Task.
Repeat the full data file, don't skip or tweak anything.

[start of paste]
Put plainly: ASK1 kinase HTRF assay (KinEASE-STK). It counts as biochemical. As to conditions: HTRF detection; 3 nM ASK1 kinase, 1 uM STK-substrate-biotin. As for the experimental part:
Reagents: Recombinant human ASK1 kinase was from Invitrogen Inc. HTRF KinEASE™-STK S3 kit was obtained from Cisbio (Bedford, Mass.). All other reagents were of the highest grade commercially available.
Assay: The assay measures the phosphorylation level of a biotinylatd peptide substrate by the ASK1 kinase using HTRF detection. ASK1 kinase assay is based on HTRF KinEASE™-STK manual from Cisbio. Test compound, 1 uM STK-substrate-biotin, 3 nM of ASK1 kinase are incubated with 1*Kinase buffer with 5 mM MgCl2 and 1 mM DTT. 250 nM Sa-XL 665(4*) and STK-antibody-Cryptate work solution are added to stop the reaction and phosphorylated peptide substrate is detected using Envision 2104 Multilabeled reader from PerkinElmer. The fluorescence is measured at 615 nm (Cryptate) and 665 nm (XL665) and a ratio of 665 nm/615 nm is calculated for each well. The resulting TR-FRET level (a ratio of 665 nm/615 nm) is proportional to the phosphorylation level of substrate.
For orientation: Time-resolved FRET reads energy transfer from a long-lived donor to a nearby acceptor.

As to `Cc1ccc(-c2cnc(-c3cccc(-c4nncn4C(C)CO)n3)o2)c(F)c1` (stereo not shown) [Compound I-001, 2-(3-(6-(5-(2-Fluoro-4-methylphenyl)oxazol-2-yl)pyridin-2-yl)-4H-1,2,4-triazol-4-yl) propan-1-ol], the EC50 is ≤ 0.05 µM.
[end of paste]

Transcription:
Put plainly: ASK1 kinase HTRF assay (KinEASE-STK). It counts as biochemical. As to conditions: HTRF detection; 3 nM ASK1 kinase, 1 uM STK-substrate-biotin. As for the experimental part:
Reagents: Recombinant human ASK1 kinase was from Invitrogen Inc. HTRF KinEASE™-STK S3 kit was obtained from Cisbio (Bedford, Mass.). All other reagents were of the highest grade commercially available.
Assay: The assay measures the phosphorylation level of a biotinylatd peptide substrate by the ASK1 kinase using HTRF detection. ASK1 kinase assay is based on HTRF KinEASE™-STK manual from Cisbio. Test compound, 1 uM STK-substrate-biotin, 3 nM of ASK1 kinase are incubated with 1*Kinase buffer with 5 mM MgCl2 and 1 mM DTT. 250 nM Sa-XL 665(4*) and STK-antibody-Cryptate work solution are added to stop the reaction and phosphorylated peptide substrate is detected using Envision 2104 Multilabeled reader from PerkinElmer. The fluorescence is measured at 615 nm (Cryptate) and 665 nm (XL665) and a ratio of 665 nm/615 nm is calculated for each well. The resulting TR-FRET level (a ratio of 665 nm/615 nm) is proportional to the phosphorylation level of substrate.
For orientation: Time-resolved FRET reads energy transfer from a long-lived donor to a nearby acceptor.

As to `Cc1ccc(-c2cnc(-c3cccc(-c4nncn4C(C)CO)n3)o2)c(F)c1` (stereo not shown) [Compound I-001, 2-(3-(6-(5-(2-Fluoro-4-methylphenyl)oxazol-2-yl)pyridin-2-yl)-4H-1,2,4-triazol-4-yl) propan-1-ol], the EC50 is ≤ 0.05 µM.